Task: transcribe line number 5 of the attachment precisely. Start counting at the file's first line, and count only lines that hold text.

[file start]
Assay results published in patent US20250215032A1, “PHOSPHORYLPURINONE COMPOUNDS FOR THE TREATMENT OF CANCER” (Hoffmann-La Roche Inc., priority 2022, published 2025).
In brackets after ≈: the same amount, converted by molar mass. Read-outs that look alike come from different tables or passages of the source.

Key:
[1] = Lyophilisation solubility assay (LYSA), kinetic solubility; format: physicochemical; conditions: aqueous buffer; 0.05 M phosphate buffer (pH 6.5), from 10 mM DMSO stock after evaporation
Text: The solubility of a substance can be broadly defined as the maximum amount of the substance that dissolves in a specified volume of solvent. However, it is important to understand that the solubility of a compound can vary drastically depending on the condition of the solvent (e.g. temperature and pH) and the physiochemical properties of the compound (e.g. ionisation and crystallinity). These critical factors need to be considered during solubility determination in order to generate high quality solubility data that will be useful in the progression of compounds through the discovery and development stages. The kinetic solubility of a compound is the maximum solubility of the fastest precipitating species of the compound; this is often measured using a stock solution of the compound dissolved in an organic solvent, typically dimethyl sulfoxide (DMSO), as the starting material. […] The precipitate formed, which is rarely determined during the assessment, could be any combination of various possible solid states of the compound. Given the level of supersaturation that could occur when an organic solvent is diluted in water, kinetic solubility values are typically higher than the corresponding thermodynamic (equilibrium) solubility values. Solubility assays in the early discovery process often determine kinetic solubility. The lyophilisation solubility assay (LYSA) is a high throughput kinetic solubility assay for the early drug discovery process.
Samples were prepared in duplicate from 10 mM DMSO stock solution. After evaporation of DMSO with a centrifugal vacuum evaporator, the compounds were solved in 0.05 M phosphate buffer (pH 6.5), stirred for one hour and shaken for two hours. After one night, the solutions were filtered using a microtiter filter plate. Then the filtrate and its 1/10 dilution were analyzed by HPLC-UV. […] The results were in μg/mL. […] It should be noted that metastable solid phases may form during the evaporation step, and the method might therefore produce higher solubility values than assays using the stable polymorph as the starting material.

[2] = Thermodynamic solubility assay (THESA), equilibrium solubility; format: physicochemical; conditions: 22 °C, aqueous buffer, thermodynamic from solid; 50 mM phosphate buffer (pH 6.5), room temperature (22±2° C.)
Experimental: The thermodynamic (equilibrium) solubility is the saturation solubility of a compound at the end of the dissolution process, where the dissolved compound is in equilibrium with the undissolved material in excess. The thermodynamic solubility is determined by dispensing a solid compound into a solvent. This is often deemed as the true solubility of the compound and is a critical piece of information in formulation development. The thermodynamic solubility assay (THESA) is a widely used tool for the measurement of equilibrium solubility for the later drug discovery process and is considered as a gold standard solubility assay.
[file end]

Text: The solubility of a substance can be broadly defined as the maximum amount of the substance that dissolves in a specified volume of solvent. However, it is important to understand that the solubility of a compound can vary drastically depending on the condition of the solvent (e.g. temperature and pH) and the physiochemical properties of the compound (e.g. ionisation and crystallinity). These critical factors need to be considered during solubility determination in order to generate high quality solubility data that will be useful in the progression of compounds through the discovery and development stages. The kinetic solubility of a compound is the maximum solubility of the fastest precipitating species of the compound; this is often measured using a stock solution of the compound dissolved in an organic solvent, typically dimethyl sulfoxide (DMSO), as the starting material. […] The precipitate formed, which is rarely determined during the assessment, could be any combination of various possible solid states of the compound. Given the level of supersaturation that could occur when an organic solvent is diluted in water, kinetic solubility values are typically higher than the corresponding thermodynamic (equilibrium) solubility values. Solubility assays in the early discovery process often determine kinetic solubility. The lyophilisation solubility assay (LYSA) is a high throughput kinetic solubility assay for the early drug discovery process.